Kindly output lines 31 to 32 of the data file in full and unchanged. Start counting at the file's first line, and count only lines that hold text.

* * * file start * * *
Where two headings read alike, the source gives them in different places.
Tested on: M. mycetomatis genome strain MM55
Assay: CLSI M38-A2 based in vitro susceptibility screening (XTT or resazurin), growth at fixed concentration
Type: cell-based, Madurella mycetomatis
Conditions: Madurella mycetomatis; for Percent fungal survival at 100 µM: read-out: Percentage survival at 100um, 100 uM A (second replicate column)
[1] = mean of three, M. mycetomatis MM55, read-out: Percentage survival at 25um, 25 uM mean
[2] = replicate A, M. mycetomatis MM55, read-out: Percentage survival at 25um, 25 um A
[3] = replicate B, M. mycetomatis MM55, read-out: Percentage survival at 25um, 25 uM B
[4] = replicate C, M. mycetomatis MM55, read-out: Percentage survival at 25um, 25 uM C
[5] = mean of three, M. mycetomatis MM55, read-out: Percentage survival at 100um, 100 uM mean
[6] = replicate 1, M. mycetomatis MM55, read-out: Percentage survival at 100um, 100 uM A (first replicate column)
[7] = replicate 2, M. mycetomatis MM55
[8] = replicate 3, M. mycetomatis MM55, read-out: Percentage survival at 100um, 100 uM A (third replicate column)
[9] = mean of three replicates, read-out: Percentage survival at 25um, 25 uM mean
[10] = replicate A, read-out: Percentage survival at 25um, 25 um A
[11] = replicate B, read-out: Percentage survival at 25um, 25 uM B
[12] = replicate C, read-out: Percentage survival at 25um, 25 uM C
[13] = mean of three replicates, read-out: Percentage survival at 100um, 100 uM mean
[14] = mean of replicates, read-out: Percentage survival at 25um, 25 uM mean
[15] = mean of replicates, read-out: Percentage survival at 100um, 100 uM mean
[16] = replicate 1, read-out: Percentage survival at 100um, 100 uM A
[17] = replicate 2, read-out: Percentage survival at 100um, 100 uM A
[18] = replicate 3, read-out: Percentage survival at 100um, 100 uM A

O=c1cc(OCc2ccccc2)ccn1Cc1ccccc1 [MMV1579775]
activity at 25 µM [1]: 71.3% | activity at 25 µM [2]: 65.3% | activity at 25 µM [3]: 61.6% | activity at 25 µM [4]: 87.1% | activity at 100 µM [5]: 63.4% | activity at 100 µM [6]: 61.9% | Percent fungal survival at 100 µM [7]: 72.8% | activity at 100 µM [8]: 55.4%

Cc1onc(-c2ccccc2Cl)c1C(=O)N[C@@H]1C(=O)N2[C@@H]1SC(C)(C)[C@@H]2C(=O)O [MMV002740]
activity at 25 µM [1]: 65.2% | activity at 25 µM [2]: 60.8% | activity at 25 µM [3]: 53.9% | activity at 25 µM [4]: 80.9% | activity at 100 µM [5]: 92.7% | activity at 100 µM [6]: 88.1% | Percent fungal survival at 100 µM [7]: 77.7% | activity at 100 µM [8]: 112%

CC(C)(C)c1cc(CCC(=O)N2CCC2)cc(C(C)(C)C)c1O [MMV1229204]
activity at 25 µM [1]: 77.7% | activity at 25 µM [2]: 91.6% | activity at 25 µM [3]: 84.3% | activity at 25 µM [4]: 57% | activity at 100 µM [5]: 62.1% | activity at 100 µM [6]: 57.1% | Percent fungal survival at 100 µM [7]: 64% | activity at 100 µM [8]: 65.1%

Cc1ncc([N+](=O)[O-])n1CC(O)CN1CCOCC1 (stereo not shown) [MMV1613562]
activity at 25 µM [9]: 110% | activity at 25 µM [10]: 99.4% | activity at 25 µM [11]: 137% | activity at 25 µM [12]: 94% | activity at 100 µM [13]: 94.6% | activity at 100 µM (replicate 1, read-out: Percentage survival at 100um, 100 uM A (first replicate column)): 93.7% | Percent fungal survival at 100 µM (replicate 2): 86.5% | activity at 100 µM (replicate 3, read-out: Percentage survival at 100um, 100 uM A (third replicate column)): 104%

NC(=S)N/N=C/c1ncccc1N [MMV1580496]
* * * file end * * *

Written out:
activity at 25 µM [9]: 110% | activity at 25 µM [10]: 99.4% | activity at 25 µM [11]: 137% | activity at 25 µM [12]: 94% | activity at 100 µM [13]: 94.6% | activity at 100 µM (replicate 1, read-out: Percentage survival at 100um, 100 uM A (first replicate column)): 93.7% | Percent fungal survival at 100 µM (replicate 2): 86.5% | activity at 100 µM (replicate 3, read-out: Percentage survival at 100um, 100 uM A (third replicate column)): 104%

NC(=S)N/N=C/c1ncccc1N [MMV1580496]